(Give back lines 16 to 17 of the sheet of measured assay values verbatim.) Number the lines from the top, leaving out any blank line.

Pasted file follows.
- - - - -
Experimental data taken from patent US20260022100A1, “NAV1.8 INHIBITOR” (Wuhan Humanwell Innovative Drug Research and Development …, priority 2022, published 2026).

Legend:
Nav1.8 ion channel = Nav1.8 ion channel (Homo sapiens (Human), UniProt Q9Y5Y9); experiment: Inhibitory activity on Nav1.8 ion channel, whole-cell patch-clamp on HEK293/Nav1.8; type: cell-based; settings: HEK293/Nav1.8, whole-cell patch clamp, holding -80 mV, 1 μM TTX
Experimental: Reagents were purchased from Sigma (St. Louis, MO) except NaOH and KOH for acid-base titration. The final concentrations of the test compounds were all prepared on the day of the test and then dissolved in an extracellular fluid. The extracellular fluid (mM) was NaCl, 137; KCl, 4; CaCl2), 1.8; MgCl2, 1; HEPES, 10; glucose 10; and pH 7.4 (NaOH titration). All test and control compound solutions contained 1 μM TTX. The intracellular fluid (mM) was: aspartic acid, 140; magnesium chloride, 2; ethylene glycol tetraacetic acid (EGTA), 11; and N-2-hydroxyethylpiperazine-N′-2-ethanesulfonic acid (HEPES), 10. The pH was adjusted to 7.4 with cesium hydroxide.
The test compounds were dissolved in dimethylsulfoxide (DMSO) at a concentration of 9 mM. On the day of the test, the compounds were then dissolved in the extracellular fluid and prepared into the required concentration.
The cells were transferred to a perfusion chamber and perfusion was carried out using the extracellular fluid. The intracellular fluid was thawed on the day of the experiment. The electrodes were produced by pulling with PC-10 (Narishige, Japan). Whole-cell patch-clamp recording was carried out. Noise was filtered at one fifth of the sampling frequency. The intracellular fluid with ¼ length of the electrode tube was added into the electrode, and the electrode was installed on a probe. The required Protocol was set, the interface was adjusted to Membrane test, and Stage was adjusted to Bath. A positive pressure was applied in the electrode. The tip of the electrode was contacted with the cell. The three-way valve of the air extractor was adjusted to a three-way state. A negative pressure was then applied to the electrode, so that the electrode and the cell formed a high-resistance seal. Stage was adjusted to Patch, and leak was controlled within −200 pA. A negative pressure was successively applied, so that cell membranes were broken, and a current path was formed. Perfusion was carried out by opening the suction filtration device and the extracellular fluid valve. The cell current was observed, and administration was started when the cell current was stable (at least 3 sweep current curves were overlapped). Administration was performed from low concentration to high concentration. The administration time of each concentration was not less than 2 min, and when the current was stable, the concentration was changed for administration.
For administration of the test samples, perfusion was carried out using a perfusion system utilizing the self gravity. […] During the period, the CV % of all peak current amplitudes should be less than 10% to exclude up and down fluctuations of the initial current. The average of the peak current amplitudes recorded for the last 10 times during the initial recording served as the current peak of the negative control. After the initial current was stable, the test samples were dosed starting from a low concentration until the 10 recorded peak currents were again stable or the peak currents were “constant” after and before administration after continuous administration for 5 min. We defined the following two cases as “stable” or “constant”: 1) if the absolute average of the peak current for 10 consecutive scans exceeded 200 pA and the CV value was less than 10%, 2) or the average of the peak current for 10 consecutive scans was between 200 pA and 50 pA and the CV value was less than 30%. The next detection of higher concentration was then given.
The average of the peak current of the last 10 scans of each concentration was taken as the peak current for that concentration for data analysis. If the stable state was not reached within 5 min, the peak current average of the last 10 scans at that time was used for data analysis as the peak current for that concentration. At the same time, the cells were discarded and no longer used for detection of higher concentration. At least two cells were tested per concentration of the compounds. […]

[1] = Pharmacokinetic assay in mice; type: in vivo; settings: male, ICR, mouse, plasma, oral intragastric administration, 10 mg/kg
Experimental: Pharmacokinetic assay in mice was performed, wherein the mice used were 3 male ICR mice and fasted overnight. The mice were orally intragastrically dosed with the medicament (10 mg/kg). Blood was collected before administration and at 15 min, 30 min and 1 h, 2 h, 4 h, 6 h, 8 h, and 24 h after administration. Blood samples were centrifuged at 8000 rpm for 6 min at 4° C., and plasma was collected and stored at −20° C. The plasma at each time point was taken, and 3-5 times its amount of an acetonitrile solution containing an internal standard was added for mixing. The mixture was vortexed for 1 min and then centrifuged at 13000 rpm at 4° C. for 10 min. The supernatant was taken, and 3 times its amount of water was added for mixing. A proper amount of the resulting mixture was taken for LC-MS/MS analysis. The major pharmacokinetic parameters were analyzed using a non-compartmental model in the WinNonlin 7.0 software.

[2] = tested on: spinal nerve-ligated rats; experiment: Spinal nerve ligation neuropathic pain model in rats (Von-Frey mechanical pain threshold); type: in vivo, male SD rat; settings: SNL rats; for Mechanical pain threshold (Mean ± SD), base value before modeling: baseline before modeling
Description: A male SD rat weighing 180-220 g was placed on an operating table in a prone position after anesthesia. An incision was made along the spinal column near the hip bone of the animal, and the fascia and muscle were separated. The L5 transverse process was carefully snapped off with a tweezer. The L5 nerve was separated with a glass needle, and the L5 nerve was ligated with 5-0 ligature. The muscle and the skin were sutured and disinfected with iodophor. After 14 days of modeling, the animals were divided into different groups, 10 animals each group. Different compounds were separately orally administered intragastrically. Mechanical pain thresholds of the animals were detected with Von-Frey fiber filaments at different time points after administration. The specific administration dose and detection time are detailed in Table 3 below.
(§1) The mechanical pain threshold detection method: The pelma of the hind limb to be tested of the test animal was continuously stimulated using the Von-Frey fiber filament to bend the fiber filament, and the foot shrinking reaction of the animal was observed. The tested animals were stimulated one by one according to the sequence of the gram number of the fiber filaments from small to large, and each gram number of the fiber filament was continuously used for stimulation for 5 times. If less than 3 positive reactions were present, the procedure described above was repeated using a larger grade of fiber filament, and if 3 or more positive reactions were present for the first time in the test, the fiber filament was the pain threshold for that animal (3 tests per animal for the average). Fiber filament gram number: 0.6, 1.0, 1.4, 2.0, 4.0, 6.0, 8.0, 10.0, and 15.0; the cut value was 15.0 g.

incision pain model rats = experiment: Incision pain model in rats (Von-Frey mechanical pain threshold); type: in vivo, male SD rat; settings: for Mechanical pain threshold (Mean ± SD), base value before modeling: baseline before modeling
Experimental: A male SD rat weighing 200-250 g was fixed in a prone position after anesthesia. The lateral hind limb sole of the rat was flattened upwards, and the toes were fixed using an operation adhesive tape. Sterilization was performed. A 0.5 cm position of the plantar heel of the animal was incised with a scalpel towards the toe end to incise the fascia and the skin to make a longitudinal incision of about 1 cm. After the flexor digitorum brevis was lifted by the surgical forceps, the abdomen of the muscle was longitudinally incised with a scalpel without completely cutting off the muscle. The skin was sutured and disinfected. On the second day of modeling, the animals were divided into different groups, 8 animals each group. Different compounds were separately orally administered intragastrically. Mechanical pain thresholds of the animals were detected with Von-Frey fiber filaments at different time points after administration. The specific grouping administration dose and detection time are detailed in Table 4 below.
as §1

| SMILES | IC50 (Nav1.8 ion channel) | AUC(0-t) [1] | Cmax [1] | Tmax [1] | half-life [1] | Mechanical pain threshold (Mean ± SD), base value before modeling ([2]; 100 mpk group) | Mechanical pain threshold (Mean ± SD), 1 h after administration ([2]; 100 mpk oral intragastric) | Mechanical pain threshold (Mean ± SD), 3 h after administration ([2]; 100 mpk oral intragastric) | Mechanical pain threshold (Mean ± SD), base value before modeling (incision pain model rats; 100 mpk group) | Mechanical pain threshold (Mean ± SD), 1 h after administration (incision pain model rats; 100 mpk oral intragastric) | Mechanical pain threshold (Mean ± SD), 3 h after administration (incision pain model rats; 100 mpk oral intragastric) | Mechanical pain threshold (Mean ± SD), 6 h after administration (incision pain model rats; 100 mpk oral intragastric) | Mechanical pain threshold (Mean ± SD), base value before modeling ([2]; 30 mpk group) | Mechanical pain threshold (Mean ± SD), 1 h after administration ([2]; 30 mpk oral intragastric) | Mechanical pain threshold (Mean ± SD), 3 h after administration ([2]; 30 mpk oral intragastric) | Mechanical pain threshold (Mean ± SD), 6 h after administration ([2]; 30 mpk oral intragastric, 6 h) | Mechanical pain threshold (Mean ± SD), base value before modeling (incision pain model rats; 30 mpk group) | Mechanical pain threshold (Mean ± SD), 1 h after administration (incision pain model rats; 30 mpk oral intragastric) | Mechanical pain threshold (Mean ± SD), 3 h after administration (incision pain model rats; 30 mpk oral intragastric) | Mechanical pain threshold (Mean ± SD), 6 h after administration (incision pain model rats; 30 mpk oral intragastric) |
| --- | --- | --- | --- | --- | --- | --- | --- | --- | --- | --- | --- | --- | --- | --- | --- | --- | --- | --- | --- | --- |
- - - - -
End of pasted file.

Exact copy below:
as §1

| SMILES | IC50 (Nav1.8 ion channel) | AUC(0-t) [1] | Cmax [1] | Tmax [1] | half-life [1] | Mechanical pain threshold (Mean ± SD), base value before modeling ([2]; 100 mpk group) | Mechanical pain threshold (Mean ± SD), 1 h after administration ([2]; 100 mpk oral intragastric) | Mechanical pain threshold (Mean ± SD), 3 h after administration ([2]; 100 mpk oral intragastric) | Mechanical pain threshold (Mean ± SD), base value before modeling (incision pain model rats; 100 mpk group) | Mechanical pain threshold (Mean ± SD), 1 h after administration (incision pain model rats; 100 mpk oral intragastric) | Mechanical pain threshold (Mean ± SD), 3 h after administration (incision pain model rats; 100 mpk oral intragastric) | Mechanical pain threshold (Mean ± SD), 6 h after administration (incision pain model rats; 100 mpk oral intragastric) | Mechanical pain threshold (Mean ± SD), base value before modeling ([2]; 30 mpk group) | Mechanical pain threshold (Mean ± SD), 1 h after administration ([2]; 30 mpk oral intragastric) | Mechanical pain threshold (Mean ± SD), 3 h after administration ([2]; 30 mpk oral intragastric) | Mechanical pain threshold (Mean ± SD), 6 h after administration ([2]; 30 mpk oral intragastric, 6 h) | Mechanical pain threshold (Mean ± SD), base value before modeling (incision pain model rats; 30 mpk group) | Mechanical pain threshold (Mean ± SD), 1 h after administration (incision pain model rats; 30 mpk oral intragastric) | Mechanical pain threshold (Mean ± SD), 3 h after administration (incision pain model rats; 30 mpk oral intragastric) | Mechanical pain threshold (Mean ± SD), 6 h after administration (incision pain model rats; 30 mpk oral intragastric) |